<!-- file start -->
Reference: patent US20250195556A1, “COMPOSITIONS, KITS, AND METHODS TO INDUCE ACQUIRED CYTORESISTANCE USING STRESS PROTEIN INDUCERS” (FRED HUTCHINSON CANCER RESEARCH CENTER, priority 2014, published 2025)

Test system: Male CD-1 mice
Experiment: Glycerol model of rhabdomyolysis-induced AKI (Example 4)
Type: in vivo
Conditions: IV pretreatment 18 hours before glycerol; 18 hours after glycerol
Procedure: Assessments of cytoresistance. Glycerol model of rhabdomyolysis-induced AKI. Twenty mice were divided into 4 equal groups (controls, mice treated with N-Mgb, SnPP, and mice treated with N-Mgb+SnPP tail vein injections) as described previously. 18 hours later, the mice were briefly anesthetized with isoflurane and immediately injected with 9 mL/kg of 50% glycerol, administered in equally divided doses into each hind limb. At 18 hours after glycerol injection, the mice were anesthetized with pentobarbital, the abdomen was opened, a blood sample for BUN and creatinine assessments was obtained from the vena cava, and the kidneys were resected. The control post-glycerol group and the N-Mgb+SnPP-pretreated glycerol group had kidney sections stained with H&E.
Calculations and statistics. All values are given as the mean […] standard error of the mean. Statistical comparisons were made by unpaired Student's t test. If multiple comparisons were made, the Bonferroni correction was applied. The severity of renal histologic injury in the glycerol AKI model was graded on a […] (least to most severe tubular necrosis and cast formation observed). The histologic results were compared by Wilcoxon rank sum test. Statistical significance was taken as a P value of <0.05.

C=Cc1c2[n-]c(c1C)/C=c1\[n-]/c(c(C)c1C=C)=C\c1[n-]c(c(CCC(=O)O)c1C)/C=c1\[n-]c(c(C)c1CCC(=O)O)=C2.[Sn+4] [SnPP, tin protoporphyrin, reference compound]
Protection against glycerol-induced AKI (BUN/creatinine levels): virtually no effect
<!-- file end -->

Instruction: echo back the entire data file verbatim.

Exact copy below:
Reference: patent US20250195556A1, “COMPOSITIONS, KITS, AND METHODS TO INDUCE ACQUIRED CYTORESISTANCE USING STRESS PROTEIN INDUCERS” (FRED HUTCHINSON CANCER RESEARCH CENTER, priority 2014, published 2025)

Test system: Male CD-1 mice
Experiment: Glycerol model of rhabdomyolysis-induced AKI (Example 4)
Type: in vivo
Conditions: IV pretreatment 18 hours before glycerol; 18 hours after glycerol
Procedure: Assessments of cytoresistance. Glycerol model of rhabdomyolysis-induced AKI. Twenty mice were divided into 4 equal groups (controls, mice treated with N-Mgb, SnPP, and mice treated with N-Mgb+SnPP tail vein injections) as described previously. 18 hours later, the mice were briefly anesthetized with isoflurane and immediately injected with 9 mL/kg of 50% glycerol, administered in equally divided doses into each hind limb. At 18 hours after glycerol injection, the mice were anesthetized with pentobarbital, the abdomen was opened, a blood sample for BUN and creatinine assessments was obtained from the vena cava, and the kidneys were resected. The control post-glycerol group and the N-Mgb+SnPP-pretreated glycerol group had kidney sections stained with H&E.
Calculations and statistics. All values are given as the mean […] standard error of the mean. Statistical comparisons were made by unpaired Student's t test. If multiple comparisons were made, the Bonferroni correction was applied. The severity of renal histologic injury in the glycerol AKI model was graded on a […] (least to most severe tubular necrosis and cast formation observed). The histologic results were compared by Wilcoxon rank sum test. Statistical significance was taken as a P value of <0.05.

C=Cc1c2[n-]c(c1C)/C=c1\[n-]/c(c(C)c1C=C)=C\c1[n-]c(c(CCC(=O)O)c1C)/C=c1\[n-]c(c(C)c1CCC(=O)O)=C2.[Sn+4] [SnPP, tin protoporphyrin, reference compound]
Protection against glycerol-induced AKI (BUN/creatinine levels): virtually no effect